Not long into the drive and rain drops started to fall. The idea of a quick cleanup on the show field was out the window as the drops turned to a downpour.
As we gobbled up mile after mile of blacktop passing one hundred year old Southern Baptist Church after another, with an old General Store here and here I noticed that Mark was rarely using his windshield wipers. Odd, I thought, he must have used Rain-X on his windshield and was fighting for visibility. Mark is an old HSR Porsche 914 vintage racer and this is a racer trick for rain visibility so I thought: “What great foresight on his part.”
At our first stop I was enlightened, it turns out Mark’s passenger side wiper wasn’t staying connected so he was fighting a wiper mechanical problem. A quick pit-stop with a wrench and the passenger side wiper arm was off to avoid possibly scratching the windshield. It made for a long 3-hour drive for Amy as the rain pelted her side of the windshield without any chance of clearing the rain to see.
The rain just kept coming and Mark soon asked: “Great roads, but what are we doing driving through a South Carolina hurricane?” The rain was slamming down faster than the roads could drain the water so the game became there is standing water how do we straddle it driving over it to maintain Porsche control as the skinny tires hydro-planed through the puddles.
As we approached Revolutionary War Trail Road the radio again crackled from the other 914 to “pull-over” as it passed me with the horn blaring. That was odd. A side-of-the-road meet-up indicated that the horn was stuck from a day-prior repair that apparently didn’t go so well on wiring the horn. A quick rain-soaked repair of pulling the fuse solved that problem and we were off.
We were 90-minutes from our Savannah hotel but we were now ready to be there. Blinding rain and a ball of mist and low visibility that was created as we approached trucks on the road turned the romantic-nature of a 500-mile drive in a 50-year old Porsche through the back roads of the America South into a high-intensity drive of limited visibility in hydroplaning old cars.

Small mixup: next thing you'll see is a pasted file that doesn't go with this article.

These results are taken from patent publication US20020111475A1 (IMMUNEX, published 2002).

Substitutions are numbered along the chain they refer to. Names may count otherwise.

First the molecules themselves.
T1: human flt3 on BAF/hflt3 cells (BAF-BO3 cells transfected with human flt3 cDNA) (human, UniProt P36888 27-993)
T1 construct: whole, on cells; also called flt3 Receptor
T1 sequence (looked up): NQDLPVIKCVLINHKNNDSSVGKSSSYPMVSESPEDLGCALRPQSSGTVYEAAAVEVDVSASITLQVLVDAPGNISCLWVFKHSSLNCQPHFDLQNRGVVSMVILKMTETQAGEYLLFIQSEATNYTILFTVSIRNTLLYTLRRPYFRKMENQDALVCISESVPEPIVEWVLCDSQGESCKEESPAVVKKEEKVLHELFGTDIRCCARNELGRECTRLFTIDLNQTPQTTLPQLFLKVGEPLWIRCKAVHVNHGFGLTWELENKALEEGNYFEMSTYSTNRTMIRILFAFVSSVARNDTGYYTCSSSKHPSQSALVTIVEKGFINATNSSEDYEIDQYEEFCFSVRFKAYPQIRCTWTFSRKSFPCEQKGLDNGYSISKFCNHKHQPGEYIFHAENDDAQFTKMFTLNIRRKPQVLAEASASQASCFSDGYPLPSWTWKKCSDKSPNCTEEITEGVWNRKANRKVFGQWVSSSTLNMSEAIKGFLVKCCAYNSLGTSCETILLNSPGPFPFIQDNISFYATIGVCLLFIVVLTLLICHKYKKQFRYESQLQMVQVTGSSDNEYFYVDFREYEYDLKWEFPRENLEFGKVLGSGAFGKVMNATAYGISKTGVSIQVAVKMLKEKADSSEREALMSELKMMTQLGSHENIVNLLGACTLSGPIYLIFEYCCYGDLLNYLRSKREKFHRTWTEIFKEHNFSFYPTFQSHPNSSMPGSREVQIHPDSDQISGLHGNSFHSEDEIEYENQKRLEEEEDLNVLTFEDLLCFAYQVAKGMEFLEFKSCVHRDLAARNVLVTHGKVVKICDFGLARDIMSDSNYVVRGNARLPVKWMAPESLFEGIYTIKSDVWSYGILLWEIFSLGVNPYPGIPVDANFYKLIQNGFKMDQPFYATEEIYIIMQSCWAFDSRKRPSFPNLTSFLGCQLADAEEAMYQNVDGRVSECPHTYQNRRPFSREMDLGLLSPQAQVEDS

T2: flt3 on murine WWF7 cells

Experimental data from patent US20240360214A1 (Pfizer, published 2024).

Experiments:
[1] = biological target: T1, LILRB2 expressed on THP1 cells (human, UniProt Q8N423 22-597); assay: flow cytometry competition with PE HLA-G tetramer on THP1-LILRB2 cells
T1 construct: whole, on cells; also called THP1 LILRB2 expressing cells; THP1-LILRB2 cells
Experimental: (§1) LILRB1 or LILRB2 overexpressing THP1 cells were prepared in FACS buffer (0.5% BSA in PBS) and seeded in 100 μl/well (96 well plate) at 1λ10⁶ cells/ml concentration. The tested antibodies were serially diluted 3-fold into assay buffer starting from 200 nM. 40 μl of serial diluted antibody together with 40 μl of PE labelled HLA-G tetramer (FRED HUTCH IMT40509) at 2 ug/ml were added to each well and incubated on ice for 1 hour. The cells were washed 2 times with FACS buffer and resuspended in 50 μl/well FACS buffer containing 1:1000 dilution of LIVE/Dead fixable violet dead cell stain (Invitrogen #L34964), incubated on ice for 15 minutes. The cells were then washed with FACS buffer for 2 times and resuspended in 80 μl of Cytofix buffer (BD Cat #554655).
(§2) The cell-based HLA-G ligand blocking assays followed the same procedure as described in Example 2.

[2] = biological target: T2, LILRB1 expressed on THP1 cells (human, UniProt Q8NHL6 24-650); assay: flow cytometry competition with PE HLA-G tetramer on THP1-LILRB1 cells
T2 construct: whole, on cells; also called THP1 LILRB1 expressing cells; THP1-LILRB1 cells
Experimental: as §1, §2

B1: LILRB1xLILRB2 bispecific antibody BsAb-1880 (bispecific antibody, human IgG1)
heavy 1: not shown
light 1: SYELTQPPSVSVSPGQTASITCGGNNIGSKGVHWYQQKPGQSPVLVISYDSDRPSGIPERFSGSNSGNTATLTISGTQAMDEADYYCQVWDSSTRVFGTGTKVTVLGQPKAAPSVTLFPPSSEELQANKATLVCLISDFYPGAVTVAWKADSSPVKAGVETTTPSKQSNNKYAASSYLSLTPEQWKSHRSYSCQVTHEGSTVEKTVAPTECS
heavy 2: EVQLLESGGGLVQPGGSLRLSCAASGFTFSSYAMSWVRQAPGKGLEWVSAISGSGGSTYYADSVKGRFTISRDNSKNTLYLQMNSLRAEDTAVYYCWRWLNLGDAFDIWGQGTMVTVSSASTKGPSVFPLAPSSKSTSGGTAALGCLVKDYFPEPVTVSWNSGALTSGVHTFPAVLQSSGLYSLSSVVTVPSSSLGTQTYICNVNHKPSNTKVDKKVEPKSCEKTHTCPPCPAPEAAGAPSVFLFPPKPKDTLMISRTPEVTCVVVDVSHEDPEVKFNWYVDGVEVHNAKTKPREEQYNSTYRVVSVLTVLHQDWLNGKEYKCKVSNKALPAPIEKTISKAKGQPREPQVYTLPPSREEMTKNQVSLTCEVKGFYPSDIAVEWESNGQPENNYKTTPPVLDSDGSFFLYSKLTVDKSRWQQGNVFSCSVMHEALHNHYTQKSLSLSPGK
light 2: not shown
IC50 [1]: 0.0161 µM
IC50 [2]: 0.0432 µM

As the rain continued to pound we continued to share over the radios our progress as the miles and minutes were being counted off. The road ditches were filling quickly as the rain swelled them with floodwaters. I was on the lookout for gators coming out of the low country swamps as the swamps were being flooded but missed any wildlife sightings.
The on-ramp for I-95 for the final 10-miles to Savannah looked pretty good as it signaled the end was near. Climbing out the 50-year old Porsches that are akin to go-karts reminded us how cars had progressed from a comfort, safety and driving standpoint. The back was aching and fatigue was present with the high attention driving required for the last four hours.
Mark summed it up right: “it was an epic drive! We had rain, we had great roads, some fast driving, great curves, history as we passed old southern churches and viewed unique geographic sights.”
Next year, same route, but hopefully we experience it in the sun.
See you in Amelia!
Tags: Classic Porsche road trip, driving air-cooled Porsches cross-country